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In this paper, we study the impact of the oil and gas industry on county-level employment and wage earnings across not only the boom, but also the bust cycle. Our paper is among the first to estimate wage and employment impacts of the bust cycle for the U.S. oil and gas industry and directly compare these employment and wage impacts for the boom. We then evaluate spillovers into other sectors in the economy, comparing impacts on tradable and non-tradable industries for three distinct geographic regions and estimate separate models for rural and urban areas. We find variation across geographic context, but in general the oil and gas bust was associated with a significant decrease in overall employment, with the effect most notable in non-tradable industries in rural counties. Finally, we investigate the differential impact of the 2008 financial crisis on labor in producing and non-producing counties. We find that, employment and wages in oil and gas producing counties were impacted by the financial crisis less than non-oil and gas counties and recovery in oil and gas counties started earlier.
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We use the synthetic control method to determine the economic impact of the shale boom to Ohio, Pennsylvania, and West Virginia. Estimation results are mixed. The shale development decreased the poverty rate and increased the employment growth rate in Pennsylvania and West Virginia in the short run. Top oil and gas producing counties in West Virginia also experienced short‐term personal income growth due to fracking. However, most of the positive impacts disappeared a few years after the initial boom periods. The shale development did not bring significant economic benefits to Ohio. Further, shale drilling activities exert a potential long‐term negative effect on population growth in all three states.
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With the maturity of horizontal drilling and hydraulic fracturing technologies, countries rich in shale gas have begun to promote the development of the shale gas industry. The impact of the booming shale gas industry on the regional economy has also become a main focus. Shale gas’ exploration and extraction may have positive spillover effects on other sectors, resulting in population growth and job creation. However, negative spillover effects can occur through rising local goods prices and its adverse effects on the local quality of life, which in turn could harm population growth and employment. By using the synthetic control method, we investigates the shale gas fields in Chongqing to reveal the relationship between population growth, employment and shale gas development in Fuling, Nanchuan and Wulong districts. Our results indicate that due to the development of the shale gas industry, the number of urban non-private sector employees in three districts and counties has decreased. From 2017 to 2018, this decline had gradually weakened and the population growth had been negatively affected.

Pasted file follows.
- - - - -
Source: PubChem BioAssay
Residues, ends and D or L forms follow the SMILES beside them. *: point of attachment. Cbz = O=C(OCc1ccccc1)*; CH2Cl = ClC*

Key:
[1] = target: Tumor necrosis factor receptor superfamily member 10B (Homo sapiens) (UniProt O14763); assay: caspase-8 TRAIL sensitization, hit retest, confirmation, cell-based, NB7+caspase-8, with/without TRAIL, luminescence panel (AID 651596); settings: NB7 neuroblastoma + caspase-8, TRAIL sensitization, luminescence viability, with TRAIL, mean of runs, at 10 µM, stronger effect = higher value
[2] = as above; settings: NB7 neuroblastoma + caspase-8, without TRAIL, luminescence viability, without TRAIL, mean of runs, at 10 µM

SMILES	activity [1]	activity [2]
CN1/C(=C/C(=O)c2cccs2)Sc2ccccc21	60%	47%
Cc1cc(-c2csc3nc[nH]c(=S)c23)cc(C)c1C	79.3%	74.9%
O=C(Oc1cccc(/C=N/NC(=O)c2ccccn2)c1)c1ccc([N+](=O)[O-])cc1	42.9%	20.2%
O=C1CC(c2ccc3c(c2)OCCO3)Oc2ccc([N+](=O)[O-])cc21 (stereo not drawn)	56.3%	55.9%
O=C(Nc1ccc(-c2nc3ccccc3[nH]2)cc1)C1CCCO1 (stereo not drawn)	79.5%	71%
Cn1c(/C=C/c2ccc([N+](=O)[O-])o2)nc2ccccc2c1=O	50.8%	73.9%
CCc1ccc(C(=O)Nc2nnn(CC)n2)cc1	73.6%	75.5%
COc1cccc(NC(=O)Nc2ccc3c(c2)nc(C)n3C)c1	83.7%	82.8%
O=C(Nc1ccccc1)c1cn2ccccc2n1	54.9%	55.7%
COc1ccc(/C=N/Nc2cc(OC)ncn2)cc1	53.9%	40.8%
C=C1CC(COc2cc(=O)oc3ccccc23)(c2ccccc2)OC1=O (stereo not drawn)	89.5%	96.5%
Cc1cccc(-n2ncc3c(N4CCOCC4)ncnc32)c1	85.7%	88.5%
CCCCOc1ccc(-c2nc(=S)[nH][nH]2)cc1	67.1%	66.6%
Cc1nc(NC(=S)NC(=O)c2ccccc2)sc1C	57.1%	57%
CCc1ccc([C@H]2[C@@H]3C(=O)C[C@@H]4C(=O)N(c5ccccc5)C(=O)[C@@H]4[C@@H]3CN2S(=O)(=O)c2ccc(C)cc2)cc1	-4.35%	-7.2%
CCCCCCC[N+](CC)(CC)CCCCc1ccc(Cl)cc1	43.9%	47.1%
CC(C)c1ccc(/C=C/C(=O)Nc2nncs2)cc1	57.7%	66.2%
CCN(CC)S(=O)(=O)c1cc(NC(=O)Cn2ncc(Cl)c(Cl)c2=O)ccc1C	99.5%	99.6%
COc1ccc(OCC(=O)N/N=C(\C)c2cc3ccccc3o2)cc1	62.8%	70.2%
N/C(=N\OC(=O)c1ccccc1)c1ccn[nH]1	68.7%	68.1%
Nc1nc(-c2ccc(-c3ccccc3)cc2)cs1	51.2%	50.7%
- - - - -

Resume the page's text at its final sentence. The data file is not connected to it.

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Carbon trading scheme is an instrument adopted in many countries of the world to reduce CO2 emissions. As an important way of environmental regulation, whether it can reduce the emissions and promote the economic development at the same time needs further investigation. This paper tests whether the Porter Hypothesis is true in China's carbon emissions trading scheme for energy intensive industries. Using provincial-level, industrial-level and firm-level data, we construct a DEA model that can incorporate the emissions trading behavior among different decision making units to show that the carbon emissions trading scheme can only reduce the CO2 emissions but cannot increase the output significantly. That is, the carbon intensity is decreased. The reason is that the carbon trading scheme is conducive to the improvement of the production efficiency, and firm-level research and development input increases after carbon trading scheme. These findings are robust to several robustness checks. Our paper demonstrates the effectiveness of the carbon emissions trading scheme in reducing emissions. An external technological breakthrough is needed if the win-win situation of reducing CO2 emissions and promoting economic development simultaneously is wanted to be achieved.
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Substantial endowments of extractive resources often pave the way to resource dependence for countries, making them vulnerable to price shocks and stymying economic growth. However, resource-endowed regions within countries may be immune to the adverse effects of resource booms. In fact, resource endowments may even prove to be blessings for such regions. Using Bayesian Structural Vector Autoregression, we examine these possibilities by studying the intra-federal effects of oil price shocks on ten Canadian provinces' outputs and labour markets. We show that the manufacturing sectors of Alberta and Saskatchewan, two resource-rich provinces, expand (contract) during oil booms (busts); also, their responses are persistent. The services sectors of these provinces also expand, albeit to a lesser extent. Contrastingly, in Newfoundland and Labrador, another resource-rich province, resource booms do not affect the manufacturing sector. In general, the provincial services sectors are insensitive to oil price shocks. Considering the characteristic volatility of oil markets and the services sectors' insensitivity to oil price shocks, curating a diversified services-centric economy that is not tethered to the oil and gas industry would serve these provinces well.